The shoppers’ faces at Cortlandville’s Walmart on Saturday showed a mixture of confusion and curiosity when six Cortland police officers entered the store with 10 children.
No, the youngsters did not shoplift.
Quite the opposite.
The children joined officers from the Cortland Police Department during the Shop with a Cop event.
Children were given a budget of $150 to buy anything they wanted as long as they purchased at least one item for a family member, said Jesse Abbott, the department’s community oriented policing officer.
“It’s always an exciting day,” Abbott said. “It’s just as much fun for the officers as it is for the children.”
The event, in its second year, had 15 children shop on Saturday in two groups to help with social distancing. An additional 15 children will shop on Tuesday.
One other change was that a pizza party, which occurred for each group after they shopped last year, had to be postponed, potentially to the summer, Abbott said.
About 70 children were nominated but Abbott could afford to take only 30 — until an anonymous donor stepped in to provide $6,000 in funding for the other 40 children. Abbott is still planning on when and how to get those 40 shopping.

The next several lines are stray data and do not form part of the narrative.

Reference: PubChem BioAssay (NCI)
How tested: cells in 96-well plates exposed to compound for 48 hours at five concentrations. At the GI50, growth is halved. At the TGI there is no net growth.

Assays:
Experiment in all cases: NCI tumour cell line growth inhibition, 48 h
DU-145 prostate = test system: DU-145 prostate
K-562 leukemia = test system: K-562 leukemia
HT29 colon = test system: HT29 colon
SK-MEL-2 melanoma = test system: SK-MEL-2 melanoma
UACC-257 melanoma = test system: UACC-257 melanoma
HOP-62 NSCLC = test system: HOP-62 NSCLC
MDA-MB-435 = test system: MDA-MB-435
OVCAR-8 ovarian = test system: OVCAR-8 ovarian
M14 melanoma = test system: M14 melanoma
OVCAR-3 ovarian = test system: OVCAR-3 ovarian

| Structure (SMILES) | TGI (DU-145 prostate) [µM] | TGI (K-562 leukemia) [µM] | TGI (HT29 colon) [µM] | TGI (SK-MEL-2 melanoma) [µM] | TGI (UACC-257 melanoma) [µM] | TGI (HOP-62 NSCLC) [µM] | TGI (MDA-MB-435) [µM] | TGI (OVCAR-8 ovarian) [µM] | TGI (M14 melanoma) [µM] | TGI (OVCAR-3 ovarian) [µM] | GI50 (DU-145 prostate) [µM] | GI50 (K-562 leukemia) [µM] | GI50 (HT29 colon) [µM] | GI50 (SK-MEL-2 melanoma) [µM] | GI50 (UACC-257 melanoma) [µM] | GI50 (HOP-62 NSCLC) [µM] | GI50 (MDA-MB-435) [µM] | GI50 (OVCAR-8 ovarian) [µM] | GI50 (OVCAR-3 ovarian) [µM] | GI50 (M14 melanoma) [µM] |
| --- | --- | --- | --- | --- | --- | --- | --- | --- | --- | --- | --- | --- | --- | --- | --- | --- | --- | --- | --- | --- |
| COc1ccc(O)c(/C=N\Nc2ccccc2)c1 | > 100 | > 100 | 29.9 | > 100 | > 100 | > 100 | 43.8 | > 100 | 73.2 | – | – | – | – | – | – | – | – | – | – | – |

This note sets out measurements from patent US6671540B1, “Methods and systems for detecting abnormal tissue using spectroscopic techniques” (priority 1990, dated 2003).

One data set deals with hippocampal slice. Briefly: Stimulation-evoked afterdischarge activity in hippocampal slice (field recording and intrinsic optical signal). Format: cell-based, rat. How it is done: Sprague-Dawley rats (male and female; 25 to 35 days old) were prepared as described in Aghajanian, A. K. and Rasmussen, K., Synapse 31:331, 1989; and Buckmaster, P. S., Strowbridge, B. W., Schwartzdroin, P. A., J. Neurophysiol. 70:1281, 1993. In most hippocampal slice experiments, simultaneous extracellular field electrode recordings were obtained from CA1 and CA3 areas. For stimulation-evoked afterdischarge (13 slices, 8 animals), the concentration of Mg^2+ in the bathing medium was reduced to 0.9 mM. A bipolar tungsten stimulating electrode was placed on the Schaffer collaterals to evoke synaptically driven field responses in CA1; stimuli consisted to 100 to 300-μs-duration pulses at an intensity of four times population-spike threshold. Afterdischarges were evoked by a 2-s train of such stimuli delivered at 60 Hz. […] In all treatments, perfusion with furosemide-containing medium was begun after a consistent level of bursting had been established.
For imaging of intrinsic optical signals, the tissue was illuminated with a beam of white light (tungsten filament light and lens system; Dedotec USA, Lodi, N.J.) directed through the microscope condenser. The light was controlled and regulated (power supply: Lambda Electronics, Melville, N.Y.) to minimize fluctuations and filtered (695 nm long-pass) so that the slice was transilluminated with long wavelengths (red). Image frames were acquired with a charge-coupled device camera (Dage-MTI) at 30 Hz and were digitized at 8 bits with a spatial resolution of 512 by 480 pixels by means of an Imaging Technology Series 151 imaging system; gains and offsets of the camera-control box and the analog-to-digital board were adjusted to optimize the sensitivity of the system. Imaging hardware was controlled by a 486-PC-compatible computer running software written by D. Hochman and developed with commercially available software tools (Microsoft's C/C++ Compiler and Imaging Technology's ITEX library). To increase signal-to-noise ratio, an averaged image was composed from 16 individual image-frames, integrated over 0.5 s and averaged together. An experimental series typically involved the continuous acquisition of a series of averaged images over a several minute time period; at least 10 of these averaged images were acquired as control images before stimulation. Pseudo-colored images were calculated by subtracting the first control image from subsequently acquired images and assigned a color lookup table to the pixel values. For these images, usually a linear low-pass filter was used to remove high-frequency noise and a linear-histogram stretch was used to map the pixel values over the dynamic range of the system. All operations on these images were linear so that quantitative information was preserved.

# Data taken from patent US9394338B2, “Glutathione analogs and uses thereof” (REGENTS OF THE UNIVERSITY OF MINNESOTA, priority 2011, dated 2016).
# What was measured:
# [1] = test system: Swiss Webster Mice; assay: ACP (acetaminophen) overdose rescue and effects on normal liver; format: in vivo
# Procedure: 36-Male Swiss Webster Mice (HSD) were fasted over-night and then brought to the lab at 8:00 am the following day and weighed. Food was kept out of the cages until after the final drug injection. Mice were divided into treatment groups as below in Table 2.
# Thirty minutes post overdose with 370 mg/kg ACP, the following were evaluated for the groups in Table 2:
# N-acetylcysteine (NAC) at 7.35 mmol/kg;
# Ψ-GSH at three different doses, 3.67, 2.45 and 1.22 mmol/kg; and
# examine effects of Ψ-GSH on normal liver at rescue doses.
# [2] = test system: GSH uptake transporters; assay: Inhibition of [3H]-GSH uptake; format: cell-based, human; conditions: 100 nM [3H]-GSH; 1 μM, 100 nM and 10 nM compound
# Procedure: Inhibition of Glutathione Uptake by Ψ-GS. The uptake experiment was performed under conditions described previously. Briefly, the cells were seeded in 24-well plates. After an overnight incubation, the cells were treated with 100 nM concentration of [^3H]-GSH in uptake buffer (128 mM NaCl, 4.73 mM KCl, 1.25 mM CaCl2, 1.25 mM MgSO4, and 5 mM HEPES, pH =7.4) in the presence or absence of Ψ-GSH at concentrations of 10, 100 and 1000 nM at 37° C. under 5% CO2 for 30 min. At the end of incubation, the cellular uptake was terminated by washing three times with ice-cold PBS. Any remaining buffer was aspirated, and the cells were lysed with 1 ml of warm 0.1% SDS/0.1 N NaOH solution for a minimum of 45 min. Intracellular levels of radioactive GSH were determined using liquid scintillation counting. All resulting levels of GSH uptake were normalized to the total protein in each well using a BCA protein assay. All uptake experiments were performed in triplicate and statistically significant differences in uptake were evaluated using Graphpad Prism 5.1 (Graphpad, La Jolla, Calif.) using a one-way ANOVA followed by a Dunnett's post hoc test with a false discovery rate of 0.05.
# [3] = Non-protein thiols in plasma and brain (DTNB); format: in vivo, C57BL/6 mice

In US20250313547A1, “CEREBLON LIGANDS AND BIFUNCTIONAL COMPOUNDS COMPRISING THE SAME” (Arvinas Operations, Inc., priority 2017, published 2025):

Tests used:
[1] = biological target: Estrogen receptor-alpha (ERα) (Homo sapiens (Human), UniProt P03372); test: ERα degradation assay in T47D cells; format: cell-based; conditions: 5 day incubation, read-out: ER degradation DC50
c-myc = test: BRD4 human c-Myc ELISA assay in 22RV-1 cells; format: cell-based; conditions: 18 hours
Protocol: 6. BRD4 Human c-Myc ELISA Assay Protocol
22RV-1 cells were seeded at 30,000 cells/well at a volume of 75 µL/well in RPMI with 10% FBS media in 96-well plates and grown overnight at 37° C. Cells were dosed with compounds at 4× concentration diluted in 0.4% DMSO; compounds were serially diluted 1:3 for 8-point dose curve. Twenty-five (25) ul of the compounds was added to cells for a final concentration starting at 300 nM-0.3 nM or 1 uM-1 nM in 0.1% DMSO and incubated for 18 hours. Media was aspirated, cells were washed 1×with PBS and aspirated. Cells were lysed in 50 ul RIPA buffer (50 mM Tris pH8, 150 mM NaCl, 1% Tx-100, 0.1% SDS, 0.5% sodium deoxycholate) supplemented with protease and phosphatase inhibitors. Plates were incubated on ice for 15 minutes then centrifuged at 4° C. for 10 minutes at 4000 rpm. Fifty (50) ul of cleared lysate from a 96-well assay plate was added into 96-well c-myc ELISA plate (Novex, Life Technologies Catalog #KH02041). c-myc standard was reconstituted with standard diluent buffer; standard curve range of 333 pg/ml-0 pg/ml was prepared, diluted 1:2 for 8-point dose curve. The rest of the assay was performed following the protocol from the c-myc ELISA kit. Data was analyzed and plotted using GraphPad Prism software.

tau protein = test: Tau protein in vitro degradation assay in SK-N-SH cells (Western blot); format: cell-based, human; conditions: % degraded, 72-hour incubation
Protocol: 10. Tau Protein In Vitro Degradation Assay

“It’s a great opportunity, especially this year,” said Victoria Hall. “Everything is so hard with COVID, so this was a blessing.”
Hall, who went shopping with her 9-year-old son, Emmitt Hall and her 11-year-old nephew, Jason Hubert, said she has faced financial struggles this year not being able to work all the shifts she’d normally be scheduled to as a certified nursing assistant because she has needed to stay home with Hall and Hubert, who have varying mental health issues.
“I didn’t want them to feel like their Christmas wasn’t that great,” she said.
The boys, who bought PlayStation 4 video games and an electronic basketball backboard, enjoyed the police escort, Victoria Hall said.
Sarah Adams, mother of Jasper, 6, and Trinity, 4, Thornton said her children have had a tough last few years with the death of their father in 2019 and the death of their grandmother this year.
She said she nominated them as she wanted to show that people care about them.
“I really just wanted them to know that just because you’re going through a hard time, the community is there for us,” she said.
The two bought dolls and action figures.
Abbott hoped the event would help teach the kids to think of others as they had to buy an item for a family member and to show what community oriented policing looks like.
“A lot of people in the community have taken on community policing and know the importance of it,” he said. “It’s really building the relationships between our city youth and our officers.”